Meantime, China is becoming central to the Russian economy’s future and to the stability of the Putin regime. Over the past four years, Beijing has turned into a major investor and lender to Russia, channeling billions through its state-controlled “policy banks” to members of Mr. Putin’s entourage and Russian companies subject to sanctions. Yet, as a rapidly rising power, China also aspires to cement the economically strategic ties with Russia. Now both sides have agreed to give full play to the coordinating role of the regular meeting mechanism between prime ministers, enhance cooperation in energy, equipment manufacturing, agriculture and aerospace and other fields. As Medvedev noted that almost all spheres of cooperation between them have achieved tangible results. A special attention was also paid to the trans-border projects and investment cooperation, which have a great value not only to China-Russia bilateral relations, but to the whole region as well. In particular, the Eurasian transport corridor project between Russia, China and some of member states of the EU is considered to be one of the outstanding regional-scale projects, and all governments involved put a great hope on it. With regards to the investment projects, it is reported that currently there are more than 70 high priority projects, 17 of which are already at the stage of active implementation. This was verified by Sergei Prikhodko, Deputy PM of Russia, who argued that for the last years more and more common interests have been focused on ecology and agriculture which are more directly to serve the lives of peoples and ecology of both countries.
Institutionally, Medvedev also reflects the positive attitude of Moscow towards their partner in Beijing. As he put it recently that there were already 22 Prime Ministers` regular meetings, which justify the presence of solid and effective basis for further development of relations and bilateral cooperation, and also the existence of already developed mechanisms for consutation and solution of urgent issues of Sino-Russian strategic partnership and cooperation. Both governments actively participate in creation of new and improvement of already existing projects in different spheres of mutual cooperation. In addition, official representatives of the two sides expressed their ideas concerning integration processes in Europe, and the opportunities of future development of trans-regional relations and mechanisms.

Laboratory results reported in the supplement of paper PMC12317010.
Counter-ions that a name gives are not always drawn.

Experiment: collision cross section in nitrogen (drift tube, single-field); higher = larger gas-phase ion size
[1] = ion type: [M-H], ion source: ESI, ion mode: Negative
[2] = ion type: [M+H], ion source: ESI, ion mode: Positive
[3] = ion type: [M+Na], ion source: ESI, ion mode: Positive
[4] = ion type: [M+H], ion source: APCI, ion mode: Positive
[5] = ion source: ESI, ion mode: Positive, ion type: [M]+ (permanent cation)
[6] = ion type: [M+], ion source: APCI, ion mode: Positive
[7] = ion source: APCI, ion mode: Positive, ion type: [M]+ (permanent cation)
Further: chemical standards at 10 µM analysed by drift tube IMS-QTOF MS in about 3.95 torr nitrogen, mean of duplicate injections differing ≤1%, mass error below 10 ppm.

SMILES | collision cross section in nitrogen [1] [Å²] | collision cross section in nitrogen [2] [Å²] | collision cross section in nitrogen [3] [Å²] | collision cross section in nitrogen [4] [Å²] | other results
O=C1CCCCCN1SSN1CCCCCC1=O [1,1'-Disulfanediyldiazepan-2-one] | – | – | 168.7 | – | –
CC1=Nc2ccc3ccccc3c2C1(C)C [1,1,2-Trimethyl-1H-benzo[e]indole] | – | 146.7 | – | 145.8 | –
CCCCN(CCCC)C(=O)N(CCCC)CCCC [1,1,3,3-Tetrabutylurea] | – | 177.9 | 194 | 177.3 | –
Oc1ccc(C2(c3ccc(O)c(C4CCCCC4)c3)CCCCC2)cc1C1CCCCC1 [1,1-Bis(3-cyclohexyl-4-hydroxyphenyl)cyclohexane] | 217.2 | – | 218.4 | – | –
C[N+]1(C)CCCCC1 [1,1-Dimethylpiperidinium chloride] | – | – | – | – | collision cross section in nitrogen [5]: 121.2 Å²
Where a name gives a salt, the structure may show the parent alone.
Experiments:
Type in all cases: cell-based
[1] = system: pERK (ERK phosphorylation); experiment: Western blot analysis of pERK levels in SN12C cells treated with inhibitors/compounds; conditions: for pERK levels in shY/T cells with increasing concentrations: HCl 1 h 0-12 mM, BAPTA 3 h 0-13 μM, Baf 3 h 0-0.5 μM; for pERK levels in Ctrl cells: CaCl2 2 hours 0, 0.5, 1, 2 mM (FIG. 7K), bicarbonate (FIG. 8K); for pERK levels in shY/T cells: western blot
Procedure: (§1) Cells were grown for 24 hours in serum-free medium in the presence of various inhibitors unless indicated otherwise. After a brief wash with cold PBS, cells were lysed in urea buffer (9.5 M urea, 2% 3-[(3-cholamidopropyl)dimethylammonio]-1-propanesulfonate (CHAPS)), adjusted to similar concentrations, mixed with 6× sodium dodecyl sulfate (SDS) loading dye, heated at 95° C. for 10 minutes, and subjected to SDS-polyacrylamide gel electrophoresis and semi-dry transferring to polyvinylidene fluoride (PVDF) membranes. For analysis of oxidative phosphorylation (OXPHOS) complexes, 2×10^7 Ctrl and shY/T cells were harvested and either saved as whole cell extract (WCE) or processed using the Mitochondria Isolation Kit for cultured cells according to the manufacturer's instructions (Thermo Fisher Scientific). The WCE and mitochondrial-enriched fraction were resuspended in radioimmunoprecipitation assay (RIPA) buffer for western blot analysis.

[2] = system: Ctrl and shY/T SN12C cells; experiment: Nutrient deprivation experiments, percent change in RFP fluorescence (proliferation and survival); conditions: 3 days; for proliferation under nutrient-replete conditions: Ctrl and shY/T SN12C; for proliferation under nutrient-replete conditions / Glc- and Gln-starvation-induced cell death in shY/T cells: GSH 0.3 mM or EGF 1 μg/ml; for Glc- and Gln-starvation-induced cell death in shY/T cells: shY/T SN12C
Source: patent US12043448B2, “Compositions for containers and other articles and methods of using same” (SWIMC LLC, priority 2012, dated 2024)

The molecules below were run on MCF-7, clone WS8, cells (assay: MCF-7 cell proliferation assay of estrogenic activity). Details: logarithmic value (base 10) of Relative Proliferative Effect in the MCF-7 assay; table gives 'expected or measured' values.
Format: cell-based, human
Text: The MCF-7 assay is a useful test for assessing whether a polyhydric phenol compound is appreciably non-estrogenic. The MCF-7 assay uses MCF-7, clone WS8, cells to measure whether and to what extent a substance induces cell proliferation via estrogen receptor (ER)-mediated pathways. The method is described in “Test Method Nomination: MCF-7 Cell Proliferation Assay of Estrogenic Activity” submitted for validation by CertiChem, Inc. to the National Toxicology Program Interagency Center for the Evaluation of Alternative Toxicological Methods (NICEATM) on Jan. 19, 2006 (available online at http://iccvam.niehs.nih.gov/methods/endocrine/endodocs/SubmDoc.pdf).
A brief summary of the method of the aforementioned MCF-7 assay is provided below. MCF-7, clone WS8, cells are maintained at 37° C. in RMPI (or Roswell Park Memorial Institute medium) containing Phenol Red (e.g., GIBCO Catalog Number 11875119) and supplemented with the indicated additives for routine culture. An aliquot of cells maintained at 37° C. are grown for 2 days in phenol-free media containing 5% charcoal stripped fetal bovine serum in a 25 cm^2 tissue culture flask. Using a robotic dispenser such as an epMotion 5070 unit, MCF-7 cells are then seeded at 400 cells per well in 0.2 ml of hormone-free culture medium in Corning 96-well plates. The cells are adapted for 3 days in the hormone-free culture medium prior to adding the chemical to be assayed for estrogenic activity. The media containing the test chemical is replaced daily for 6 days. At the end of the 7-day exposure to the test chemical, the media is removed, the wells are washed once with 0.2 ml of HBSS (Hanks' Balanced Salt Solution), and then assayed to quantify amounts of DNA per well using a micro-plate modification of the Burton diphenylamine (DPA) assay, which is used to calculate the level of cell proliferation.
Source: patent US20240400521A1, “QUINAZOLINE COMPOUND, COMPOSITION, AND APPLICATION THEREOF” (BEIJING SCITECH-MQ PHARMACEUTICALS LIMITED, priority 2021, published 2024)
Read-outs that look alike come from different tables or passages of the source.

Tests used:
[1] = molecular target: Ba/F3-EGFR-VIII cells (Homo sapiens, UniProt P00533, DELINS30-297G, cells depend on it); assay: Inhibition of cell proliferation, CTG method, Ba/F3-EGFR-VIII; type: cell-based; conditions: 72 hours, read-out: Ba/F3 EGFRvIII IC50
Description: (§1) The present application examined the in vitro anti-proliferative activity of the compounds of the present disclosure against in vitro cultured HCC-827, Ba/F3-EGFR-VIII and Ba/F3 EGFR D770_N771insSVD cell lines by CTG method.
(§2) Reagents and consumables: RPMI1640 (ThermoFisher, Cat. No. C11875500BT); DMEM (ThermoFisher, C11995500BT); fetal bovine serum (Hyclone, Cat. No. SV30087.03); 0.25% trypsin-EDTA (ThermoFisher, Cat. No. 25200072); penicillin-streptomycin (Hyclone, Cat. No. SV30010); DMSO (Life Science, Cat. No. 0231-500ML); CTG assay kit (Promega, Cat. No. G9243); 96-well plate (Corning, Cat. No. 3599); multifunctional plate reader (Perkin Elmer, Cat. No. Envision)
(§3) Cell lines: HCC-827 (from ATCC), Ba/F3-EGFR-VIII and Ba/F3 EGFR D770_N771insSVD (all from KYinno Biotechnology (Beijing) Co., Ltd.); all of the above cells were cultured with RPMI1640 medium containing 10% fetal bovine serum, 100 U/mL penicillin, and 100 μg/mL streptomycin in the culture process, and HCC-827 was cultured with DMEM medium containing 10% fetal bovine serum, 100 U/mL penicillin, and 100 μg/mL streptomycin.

No doubts, China’s economic and military relations with Russia rightly serve this purpose that it is not China’s intention to challenge American hegemony. Yet, if it was forced to react in the corner of dilemma, China has strategic partnership with Russia, even though both do not view their relations with the US as a zero-sum game. Considering this, Chinese Premier and Russian Prime Minister spoke highly of the sound progress made in China-Russia relations. Thus, China is willing to make joint efforts with Russia to consolidate mutual trust, expand cooperation in all fields and push forward the translation of cooperation visions into reality through the Prime Ministers’ Regular Meeting, so as to ensure sustained, healthy and stable development of China- Russia relations, better benefit the two peoples as well as jointly safeguard world peace, stability, development and prosperity.
This is surely not a lip-service. On October 26, President Xi held phone talks with President Putin and pointed out that China can not develop in isolation from the rest of the world. Russia is China’s comprehensive strategic partner of coordination, and whatever volatile changes may take place on the international level, China will not change its determination to deepen relations with Russia. China is willing to work with Russia to push bilateral relations for better development, and achieve more tangible results so as to bring benefits to the two peoples as well as people of all countries. In light of all mentioned above, it is clear that Sino-Russian strategic partnership has moved forward steadily and maturely.
* Zhao Wenbin, a student majored in History, Qufu Normal University, China